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Botanical Name: Populus deltoides monilifera
Species: P. deltoides
Common Name : Plains Cottonwood
Habitat : Populus deltoides monilifera is native to Central N. America – Saskatchewan to Manitoba, south to Texas and New Mexico. It grows on the streamsides in the eastern foothills of the Rockies.
Populus deltoides monilifera is a large tree growing to 20–40 m (66–131 ft) tall and with a trunk up to 1.8 m (5.9 ft) diameter, one of the largest North American hardwood trees. The bark is silvery-white, smooth or lightly fissured when young, becoming dark gray and deeply fissured on old trees. The twigs are grayish-yellow and stout, with large triangular leaf scars. The winter buds are slender, pointed, 1–2 cm long (.039–0.79 inches), yellowish brown, and resinous. It is one of the fastest growing trees in North America. In Mississippi River bottoms, height growth of 10–15 ft per year for a few years have been seen. Sustained height growth of 5 foot height growth and 1 inch diameter growth per year for 25 years is common.
The leaves are large, deltoid (triangular), 4–10 cm (1.6–3.9 in) long and 4–11 cm (1.6–4.3 in) broad with a truncated (flattened) base and a petiole 3–12 cm (1.2–4.7 in) long. The leaf is very coarsely toothed, the teeth are curved and gland tipped, and the petiole is flat; they are dark green in the summer and turn yellow in the fall (but many cottonwoods in dry locations drop their leaves early from the combination of drought and leaf rust, making their fall color dull or absent). Due to the flat stem of the leaf, the leaf has the tendency to shake from even the slightest breeze. This is one of the identifying characteristics.
It is dioecious, with the flowers (catkins) produced on single-sex trees in early spring. The male (pollen) catkins are reddish-purple and 8–10 cm (3.1–3.9 in) long; the female catkins are green, 7–13 cm (2.8–5.1 in) long at pollination, maturing 15–20 cm (5.9–7.9 in) long with several 6–15 mm (0.24–0.59 in) seed capsules in early summer, which split open to release the numerous small seeds attached to cotton-like strands.
An easily grown plant that does well in a heavy cold damp soil. Prefers a deep rich well-drained circumneutral soil, growing best in the south and east of Britain. Growth is much less on wet soils, on poor acid soils and on thin dry soils. It does not do well in exposed upland sites. It dislikes shade and is intolerant of root or branch competition. A fast-growing but short-lived species, it reaches maturity in 40 – 50 years and rarely lives as long as 100 years. Like the quaking aspen (Populus tremuloides) the leaves of this species rustle even in light breezes. Poplars have very extensive and aggressive root systems that can invade and damage drainage systems. Especially when grown on clay soils, they should not be planted within 12 metres of buildings since the root system can damage the building’s foundations by drying out the soil. Dioecious. Male and female plants must be grown if seed is required. Hybridizes freely with other members of this genus.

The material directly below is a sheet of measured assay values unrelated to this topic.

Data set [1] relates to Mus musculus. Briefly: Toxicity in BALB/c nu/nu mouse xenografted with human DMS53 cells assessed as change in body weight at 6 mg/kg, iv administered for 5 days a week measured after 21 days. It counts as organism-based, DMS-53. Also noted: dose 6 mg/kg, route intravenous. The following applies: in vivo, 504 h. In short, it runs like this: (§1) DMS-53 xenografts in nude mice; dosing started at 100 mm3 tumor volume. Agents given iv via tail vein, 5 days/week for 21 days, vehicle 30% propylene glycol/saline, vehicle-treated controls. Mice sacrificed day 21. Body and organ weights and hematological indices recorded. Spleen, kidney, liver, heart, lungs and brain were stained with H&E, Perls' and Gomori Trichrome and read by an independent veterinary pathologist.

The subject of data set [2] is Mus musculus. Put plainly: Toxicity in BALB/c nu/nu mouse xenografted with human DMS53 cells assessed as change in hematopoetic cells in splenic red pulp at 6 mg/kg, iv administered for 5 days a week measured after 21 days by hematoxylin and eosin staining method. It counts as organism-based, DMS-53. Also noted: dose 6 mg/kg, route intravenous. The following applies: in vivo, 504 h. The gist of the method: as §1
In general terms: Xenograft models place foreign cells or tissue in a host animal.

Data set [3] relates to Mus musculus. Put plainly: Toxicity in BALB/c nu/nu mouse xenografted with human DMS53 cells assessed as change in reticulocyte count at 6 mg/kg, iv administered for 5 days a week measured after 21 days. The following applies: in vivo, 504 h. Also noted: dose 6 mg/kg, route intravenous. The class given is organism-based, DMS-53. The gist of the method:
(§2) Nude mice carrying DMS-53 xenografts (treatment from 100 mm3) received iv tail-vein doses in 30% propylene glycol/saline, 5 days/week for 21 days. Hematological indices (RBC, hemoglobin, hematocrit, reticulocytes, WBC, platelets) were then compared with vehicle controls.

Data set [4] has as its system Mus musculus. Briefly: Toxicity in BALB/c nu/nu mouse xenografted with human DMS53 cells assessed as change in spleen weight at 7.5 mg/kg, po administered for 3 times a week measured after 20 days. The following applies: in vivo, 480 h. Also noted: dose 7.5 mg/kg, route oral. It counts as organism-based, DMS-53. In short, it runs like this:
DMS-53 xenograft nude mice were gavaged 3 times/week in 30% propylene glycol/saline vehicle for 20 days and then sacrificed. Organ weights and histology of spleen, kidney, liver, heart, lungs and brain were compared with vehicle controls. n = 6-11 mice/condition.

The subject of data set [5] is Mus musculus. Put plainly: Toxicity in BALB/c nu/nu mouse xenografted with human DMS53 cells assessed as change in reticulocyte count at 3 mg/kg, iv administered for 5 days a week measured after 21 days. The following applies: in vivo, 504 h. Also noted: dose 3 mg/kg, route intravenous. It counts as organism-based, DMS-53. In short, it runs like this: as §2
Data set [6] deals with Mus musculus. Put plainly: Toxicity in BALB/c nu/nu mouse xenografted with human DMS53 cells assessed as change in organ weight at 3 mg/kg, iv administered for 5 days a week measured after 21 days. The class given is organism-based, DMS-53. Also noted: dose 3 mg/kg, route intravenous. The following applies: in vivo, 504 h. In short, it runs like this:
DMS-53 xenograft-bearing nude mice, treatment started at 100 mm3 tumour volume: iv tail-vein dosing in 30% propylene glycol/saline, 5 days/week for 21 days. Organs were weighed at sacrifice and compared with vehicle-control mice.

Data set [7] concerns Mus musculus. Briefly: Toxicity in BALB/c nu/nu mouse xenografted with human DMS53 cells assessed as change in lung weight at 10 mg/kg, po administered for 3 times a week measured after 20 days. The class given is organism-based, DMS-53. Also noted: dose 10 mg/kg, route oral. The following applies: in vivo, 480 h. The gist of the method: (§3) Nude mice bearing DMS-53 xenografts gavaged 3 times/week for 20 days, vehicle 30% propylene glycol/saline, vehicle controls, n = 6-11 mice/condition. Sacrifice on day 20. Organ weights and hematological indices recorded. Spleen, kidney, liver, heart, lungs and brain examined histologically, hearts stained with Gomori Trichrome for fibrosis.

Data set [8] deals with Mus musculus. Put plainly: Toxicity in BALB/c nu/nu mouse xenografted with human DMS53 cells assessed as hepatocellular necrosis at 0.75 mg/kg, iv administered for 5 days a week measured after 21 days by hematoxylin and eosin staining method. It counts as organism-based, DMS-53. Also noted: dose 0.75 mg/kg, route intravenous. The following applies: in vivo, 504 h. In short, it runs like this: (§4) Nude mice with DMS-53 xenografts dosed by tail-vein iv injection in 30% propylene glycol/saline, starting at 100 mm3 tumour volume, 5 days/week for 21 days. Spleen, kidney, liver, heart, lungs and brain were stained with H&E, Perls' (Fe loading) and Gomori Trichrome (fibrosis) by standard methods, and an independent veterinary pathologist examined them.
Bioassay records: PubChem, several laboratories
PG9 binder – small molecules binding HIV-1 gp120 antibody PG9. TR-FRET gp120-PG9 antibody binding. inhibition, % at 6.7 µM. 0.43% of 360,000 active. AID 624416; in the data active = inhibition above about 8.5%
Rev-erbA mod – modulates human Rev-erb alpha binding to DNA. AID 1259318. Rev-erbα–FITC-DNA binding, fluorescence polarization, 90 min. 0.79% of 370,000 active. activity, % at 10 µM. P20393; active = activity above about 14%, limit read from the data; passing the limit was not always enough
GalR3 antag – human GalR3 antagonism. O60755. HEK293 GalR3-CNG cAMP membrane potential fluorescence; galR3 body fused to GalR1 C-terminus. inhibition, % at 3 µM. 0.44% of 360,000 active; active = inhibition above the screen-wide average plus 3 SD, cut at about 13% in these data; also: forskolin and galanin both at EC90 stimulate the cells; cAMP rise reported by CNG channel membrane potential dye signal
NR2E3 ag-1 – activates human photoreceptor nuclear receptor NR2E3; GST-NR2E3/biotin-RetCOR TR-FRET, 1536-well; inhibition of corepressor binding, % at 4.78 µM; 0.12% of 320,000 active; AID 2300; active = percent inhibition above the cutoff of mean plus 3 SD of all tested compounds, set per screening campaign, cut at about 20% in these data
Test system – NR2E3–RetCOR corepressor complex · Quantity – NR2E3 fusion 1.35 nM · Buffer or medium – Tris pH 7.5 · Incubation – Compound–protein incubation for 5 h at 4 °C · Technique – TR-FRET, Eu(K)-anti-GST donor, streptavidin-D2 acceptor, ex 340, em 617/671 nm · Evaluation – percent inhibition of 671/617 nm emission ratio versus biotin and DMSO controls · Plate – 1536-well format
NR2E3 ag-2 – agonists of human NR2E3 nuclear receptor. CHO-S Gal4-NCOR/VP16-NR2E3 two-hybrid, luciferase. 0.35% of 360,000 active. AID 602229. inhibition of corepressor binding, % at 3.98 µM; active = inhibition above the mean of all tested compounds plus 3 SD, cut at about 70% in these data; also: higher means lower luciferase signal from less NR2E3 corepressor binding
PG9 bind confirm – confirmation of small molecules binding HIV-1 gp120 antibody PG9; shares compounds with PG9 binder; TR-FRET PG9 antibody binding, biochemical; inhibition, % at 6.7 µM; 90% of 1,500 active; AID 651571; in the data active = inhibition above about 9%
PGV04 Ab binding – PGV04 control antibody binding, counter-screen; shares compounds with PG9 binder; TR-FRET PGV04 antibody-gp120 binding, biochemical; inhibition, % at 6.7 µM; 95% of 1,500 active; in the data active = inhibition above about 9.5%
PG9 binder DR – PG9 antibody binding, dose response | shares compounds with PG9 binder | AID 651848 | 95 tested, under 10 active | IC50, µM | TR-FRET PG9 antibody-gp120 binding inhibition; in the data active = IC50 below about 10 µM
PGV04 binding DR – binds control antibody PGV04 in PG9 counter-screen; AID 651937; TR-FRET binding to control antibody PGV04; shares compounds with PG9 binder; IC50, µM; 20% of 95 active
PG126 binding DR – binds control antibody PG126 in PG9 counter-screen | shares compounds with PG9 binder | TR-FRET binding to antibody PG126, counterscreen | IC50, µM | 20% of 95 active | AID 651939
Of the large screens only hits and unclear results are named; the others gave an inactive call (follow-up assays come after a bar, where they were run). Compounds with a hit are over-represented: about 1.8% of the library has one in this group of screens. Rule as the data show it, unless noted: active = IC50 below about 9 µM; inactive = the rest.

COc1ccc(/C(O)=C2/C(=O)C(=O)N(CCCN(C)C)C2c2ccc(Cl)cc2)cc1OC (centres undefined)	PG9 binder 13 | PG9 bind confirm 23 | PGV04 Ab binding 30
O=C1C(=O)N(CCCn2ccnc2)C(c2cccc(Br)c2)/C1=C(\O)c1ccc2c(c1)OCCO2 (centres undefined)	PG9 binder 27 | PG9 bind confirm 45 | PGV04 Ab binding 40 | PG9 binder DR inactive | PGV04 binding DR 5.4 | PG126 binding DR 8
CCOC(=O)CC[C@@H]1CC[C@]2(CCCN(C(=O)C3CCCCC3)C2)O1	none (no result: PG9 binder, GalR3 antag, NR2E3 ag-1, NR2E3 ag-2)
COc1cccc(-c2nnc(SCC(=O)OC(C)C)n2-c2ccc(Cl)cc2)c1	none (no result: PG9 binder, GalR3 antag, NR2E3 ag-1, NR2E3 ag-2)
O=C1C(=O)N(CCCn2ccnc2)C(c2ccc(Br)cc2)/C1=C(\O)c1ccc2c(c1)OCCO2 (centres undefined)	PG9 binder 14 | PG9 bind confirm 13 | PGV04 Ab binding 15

Seed – must be sown as soon as it is ripe in spring. Poplar seed has an extremely short period of viability and needs to be sown within a few days of ripening. Surface sow or just lightly cover the seed in trays in a cold frame. Prick out the seedlings into individual pots when they are large enough to handle and grow them on in the old frame. If sufficient growth is made, it might be possible to plant them out in late summer into their permanent positions, otherwise keep them in the cold frame until the following late spring and then plant them out. Most poplar species hybridize freely with each other, so the seed may not come true unless it is collected from the wild in areas with no other poplar species growing. Cuttings of mature wood of the current season’s growth, 20 – 40cm long, November/December in a sheltered outdoor bed or direct into their permanent positions. Very easy. Suckers in early spring
Edible Uses: .Inner bark. A pleasant sweet flavour. There are no more details but inner bark is often dried, ground into a powder and then used as a thickener in soups etc or added to cereals when making bread. Young shoots – cooked. The cottony fruit has been used by children as a chewing gum. (This almost certainly refers to the seedpods.)
The bark of most, if not all members of the genus contain salicin, a glycoside that probably decomposes into salicylic acid (aspirin) in the body. The bark is therefore anodyne, anti-inflammatory and febrifuge. It is used especially in treating rheumatism and fevers, and also to relieve the pain of menstrual cramps. The seed down has been used as an absorbent dressing on open sores.
Dye; Gum; Rooting hormone; Wood.
An extract of the shoots can be used as a rooting hormone for all types of cuttings. It is extracted by soaking the chopped up shoots in cold water for a day. A yellow dye is obtained from the seedpods. A yellow dye is obtained from the leaf buds. Wood – soft, rather woolly in texture, without smell or taste, of low flammability, not durable, very resistant to abrasion. It weighs about 22lb per cubic foot and is used for posts, veneer, baskets and fuel.
Disclaimer : The information presented herein is intended for educational purposes only. Individual results may vary, and before using any supplement, it is always advisable to consult with your own health care provider.